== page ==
2. Demonstrate proper foot positioning and run footwork drills, including basic steps (advance, retreat, forward pass, reverse pass, lateral steps, lunge, lunge recovers, etc.)
  3. Test point control, using own masked body as target, (still and in motion). If trainee is inexperienced then teach point work drills. Emphasize pinpoint precision and the proper pressure for a touch to be good.
  4. Teach basic stances and suggest various uses for each. Demonstrate how they can be combined when using a second weapon.

 

Lesson 2: Rules of Combat, Basic Parries, Blow Calling, Directed Sparring

  1. Review current rules of combat: What is a good blow. How to treat a legless opponent. What to do if a “Hold!” is called. What happens if you are touched here? etc.
  2. Teach the basic blade, off hand and quillon parries. Demonstrate uses for each.
  3. Arm your trainees and demonstrate good blows to various regions of their body (including mask, boots, groin, arteries, etc.) Familiarize them with receiving draw cuts as well. Teach them how to differentiate between a disabling shoulder shot and a killing shoulder shot. Basically provide a hands on application of the rules of combat already discussed. Make sure they understand how little pressure is required.
  4. Spar with each of your trainees individually. Do not let them spar amongst themselves yet. Only with yourself or other marshals. (If an unusually large class, you could use some of the more experienced authorized fighters present as sparring partners.) Focus on combining footwork, point control, parrying, and blow calling. Have them call their blows; they need not lose arms or drop to their legs. Use only thrusts, no draw cuts, yet.

 

Lesson 3: Etiquette and Attitude, Open hand, Draw Cuts, Calibration, Free Sparring

  1. Review appropriate combat etiquette: Communication between combatants at all times. Listen to the Marshals. What is a salute? (History and examples) etc. Also, remind them that it is not required to give an injured opponent time to change hands or drop to the ground; however, if one chooses to do so, one should wait until their opponent is ready to proceed. Discuss acts of chivalry. They are not as expected with Rapier as they are with Rattan. In fact, some rapier fighters consider acts of chivalry to be insulting. It is a practice that should never be viewed as compulsory, but still has a valuable place in rapier combat.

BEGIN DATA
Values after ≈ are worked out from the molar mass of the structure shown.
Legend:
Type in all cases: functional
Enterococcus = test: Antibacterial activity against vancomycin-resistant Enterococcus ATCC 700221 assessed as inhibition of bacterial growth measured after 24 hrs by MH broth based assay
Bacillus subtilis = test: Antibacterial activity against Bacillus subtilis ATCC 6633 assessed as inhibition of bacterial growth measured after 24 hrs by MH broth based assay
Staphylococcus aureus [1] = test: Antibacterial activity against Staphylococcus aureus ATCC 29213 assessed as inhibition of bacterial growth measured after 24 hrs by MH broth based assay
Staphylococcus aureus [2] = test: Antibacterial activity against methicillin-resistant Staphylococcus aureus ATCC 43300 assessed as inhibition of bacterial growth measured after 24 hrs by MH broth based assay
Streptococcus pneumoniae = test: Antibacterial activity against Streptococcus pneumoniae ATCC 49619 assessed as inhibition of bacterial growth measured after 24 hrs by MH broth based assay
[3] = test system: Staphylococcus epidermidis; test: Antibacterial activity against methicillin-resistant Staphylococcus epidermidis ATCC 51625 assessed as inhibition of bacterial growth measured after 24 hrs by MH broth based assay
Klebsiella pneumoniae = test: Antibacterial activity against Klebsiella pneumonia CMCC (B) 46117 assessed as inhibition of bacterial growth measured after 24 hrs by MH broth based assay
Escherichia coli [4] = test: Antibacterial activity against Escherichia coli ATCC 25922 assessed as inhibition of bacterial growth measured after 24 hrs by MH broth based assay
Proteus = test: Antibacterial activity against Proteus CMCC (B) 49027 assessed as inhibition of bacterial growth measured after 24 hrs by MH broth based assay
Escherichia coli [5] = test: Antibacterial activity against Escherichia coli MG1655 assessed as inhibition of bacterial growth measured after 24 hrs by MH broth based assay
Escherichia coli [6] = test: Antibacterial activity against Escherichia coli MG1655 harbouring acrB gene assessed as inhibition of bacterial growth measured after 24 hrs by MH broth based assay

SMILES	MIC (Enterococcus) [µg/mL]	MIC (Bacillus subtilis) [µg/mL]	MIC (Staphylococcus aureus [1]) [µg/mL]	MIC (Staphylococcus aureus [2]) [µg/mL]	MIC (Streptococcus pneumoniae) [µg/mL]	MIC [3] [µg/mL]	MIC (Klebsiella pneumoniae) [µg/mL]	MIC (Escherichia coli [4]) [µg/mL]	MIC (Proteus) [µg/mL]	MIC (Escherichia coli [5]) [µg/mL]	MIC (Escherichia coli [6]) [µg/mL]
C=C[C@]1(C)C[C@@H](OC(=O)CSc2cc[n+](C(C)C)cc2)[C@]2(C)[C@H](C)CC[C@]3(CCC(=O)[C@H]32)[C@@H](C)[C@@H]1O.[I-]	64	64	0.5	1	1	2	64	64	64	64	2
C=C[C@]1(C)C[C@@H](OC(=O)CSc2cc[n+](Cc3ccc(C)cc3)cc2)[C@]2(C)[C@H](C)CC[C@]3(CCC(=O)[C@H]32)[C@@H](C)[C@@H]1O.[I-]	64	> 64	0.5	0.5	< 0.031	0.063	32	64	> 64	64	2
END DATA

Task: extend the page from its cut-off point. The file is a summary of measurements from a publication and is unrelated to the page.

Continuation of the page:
2. Briefly define some of the terms one is likely to hear at a tourney.
  3. Discuss the various ways personal attitude can have an effect on safety.
  4. Discuss the various ways presentational attitude can be employed for entertainment, while still maintaining an underlying decorum that breeds safety and good sport. These are the skills that make rapier combat such a pleasure. It is always better to upstage your opponent than to beat him. A victor will be a statistic. A showman will be remembered.
  5. Arm your trainees and teach basic use of the open hand for parrying: You may have to have them fight Double Open Hand against your Single Rapier or Case before they get it. Another approach is to put something in their open hand (e.g. buckler) for a while, then take it away again. Eventually, they will get it.
  6. Teach how to deliver good draw cuts: proper pressure, length of the blade, along the edge, etc. Test their effectiveness on yourself.
  7. Once your trainees have both of these concepts down, show them how (using the open hand for simple binds) they can combine them to create effective up close attacks.
  8. Conduct directed sparring as before, but now focusing on this day’s material. Once they have got it, let them engage in some free sparring with experienced fighters.

 

Lesson 4: Care and Feeding of Equipment and Self, Off Hand & Legless, Free Sparring

  1. Review basic health concerns related to rapier combat: rest, water, light meals. It is not good to fight on an empty stomach. Also, a healthy frame of mind is essential for safety and full enjoyment. Headaches and even foul moods can be distracting and debilitating and lead to accidents. Rage is never appropriate on the field and can lead to loss of privilege.
  2. Suggest regular maintenance for armor and weaponry: a simple rub down of all weapons after every day of use, inspecting for nicks. A good cleaning every month or so and after every day in the rain. Armor should also be inspected off the body regularly looking for weaknesses in the cloth and breaking seems. Bucklers, cloaks, etc.
  3. Arm your trainees and teach them to fight with the rapier in their off hand. They should get accustomed to doing this both with an open hand and without.
  4. Instruct them in the various techniques of legless combat.
  5. Teach them how to do simple calibrations and allow them to spar amongst themselves. They should now begin to play out complete bouts, losing injured limbs, etc.
  6. Review what they are likely to encounter during their authorization procedure.